Perhaps it is because of the nature of geography’s emergence, originally developed to be used as a vehicle for the colonial project, that geography as a discipline suffers from intense and often unacknowledged Western bias and sense of superiority. In geography’s past, ideal research methods involved geographers from Europe (and later the U.S. and Canada) travelling to ‘discover’ distant places and catalogue the peoples living there, as well as their livelihoods and practices, often to later exploit them for slavery, natural resources, and more recentely, cheap labour markets and manufacturing.
Geography students have a responsibility to educate themselves about the historical context of the discipline we’re often too quick to be proud of. Beyond that, however, the history of geography should be incorporated into the curriculum of every geography major and minor program and taught in a course sequenced in a student’s first semester of the program. This could be accomplished by integrating information about colonialism in mapping into GEOG 201 (Introduction to Geographic Information Systems (GIS)) while expanding the conversation to other parts of geography. This would also provide an alternative to establishing a totally new mandatory course to educate students on the history and theory of the discipline specifically (an absurd idea, right?).
Hopes for the future
Where geography is currently situated on the postcolonial spectrum is a topic of much debate. While some scholars argue that geography has broken free of its colonial past, the general mood of geographers currently reflects a more tenuous relationship with its origins that needs to be explored and made explicit. Considering that access to this knowledge is restricted in the first place, how can geography students at McGill be expected to interact with this discourse in a meaningful way? Why are radical geographies marginalized, and a normative, West centric view of geography propagated in our department?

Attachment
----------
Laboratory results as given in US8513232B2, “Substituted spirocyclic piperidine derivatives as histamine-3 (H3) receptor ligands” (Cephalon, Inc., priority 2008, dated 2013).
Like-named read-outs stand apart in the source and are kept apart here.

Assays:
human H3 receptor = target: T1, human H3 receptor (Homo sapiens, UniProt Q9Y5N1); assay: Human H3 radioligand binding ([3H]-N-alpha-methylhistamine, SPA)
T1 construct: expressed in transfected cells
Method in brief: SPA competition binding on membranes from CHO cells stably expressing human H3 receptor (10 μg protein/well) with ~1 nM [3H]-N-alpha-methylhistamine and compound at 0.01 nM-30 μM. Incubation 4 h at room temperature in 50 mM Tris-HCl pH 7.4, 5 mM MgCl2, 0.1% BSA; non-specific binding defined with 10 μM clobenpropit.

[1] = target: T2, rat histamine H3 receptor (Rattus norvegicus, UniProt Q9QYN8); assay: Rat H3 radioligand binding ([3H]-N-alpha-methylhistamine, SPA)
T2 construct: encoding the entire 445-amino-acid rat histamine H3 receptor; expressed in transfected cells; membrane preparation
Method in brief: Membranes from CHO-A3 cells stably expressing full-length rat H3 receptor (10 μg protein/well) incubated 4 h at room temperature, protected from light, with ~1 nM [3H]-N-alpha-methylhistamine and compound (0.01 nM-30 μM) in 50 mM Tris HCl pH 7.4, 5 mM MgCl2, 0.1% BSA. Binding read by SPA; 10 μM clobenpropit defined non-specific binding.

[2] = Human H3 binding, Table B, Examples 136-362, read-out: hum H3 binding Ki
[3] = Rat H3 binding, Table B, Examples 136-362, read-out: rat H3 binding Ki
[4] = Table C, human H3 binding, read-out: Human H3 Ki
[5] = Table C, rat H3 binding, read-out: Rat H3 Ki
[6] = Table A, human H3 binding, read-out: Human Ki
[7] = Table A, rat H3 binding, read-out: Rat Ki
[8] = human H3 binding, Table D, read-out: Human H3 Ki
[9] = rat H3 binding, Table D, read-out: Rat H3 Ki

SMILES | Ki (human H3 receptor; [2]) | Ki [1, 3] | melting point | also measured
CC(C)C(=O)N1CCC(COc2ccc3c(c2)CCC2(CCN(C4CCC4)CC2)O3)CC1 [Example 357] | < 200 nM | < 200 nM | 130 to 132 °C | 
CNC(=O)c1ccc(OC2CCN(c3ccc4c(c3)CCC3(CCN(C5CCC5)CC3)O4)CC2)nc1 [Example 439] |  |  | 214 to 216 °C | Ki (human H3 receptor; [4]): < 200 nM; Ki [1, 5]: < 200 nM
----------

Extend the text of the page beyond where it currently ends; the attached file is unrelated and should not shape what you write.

These questions highlight the disconnect between those in power in the Department of Geography at McGill and the students on the receiving end of the curricula. Ultimately, by propagating the normative geographic agenda, McGill extends the reach of colonial legacies further into the future of geography. By relegating access to alternative geographic theories to a select few students, McGill geography actively hinders students from participating in the most pressing contemporary debates, and at what cost? Geographers naively come into the discipline without the skills to substantively impact geographic discourse, and this is a shame.
Let’s revisit the faculty meeting for a minute.
While the landscape was dominated by older white men, the dialogue was largely driven by women. If you were in this meeting with your eyes closed, you may have thought that the gender representation was skewed toward women because of the amount of space women carved out during periods of discussion. Additionally, women dominate the administrative positions in the department, and the majority of student representatives are women.
The goal here is not to disparage the Geography department, but to make legible the colonial complicity and the ever-present colonial legacies in geography, and specifically at McGill, and by doing so encourage you to look more critically at the origins and composition of your own department. Does your area of study harbour a colonial past? Do you even know what the roots of your study are? Do you see yourself represented in the faculty of your department? If not, why do you think that is?
These aren’t the questions we’re trained to ask as students. Instead, we’re trained to ask questions that focus on the academic debates of our discipline without invoking reflexivity toward structures of power. This deterioration in our ability to critically think about our discipline and its impacts has lead to the weakening of resistance to dominant values in academia.
Lillian Fradin is a U3 Honours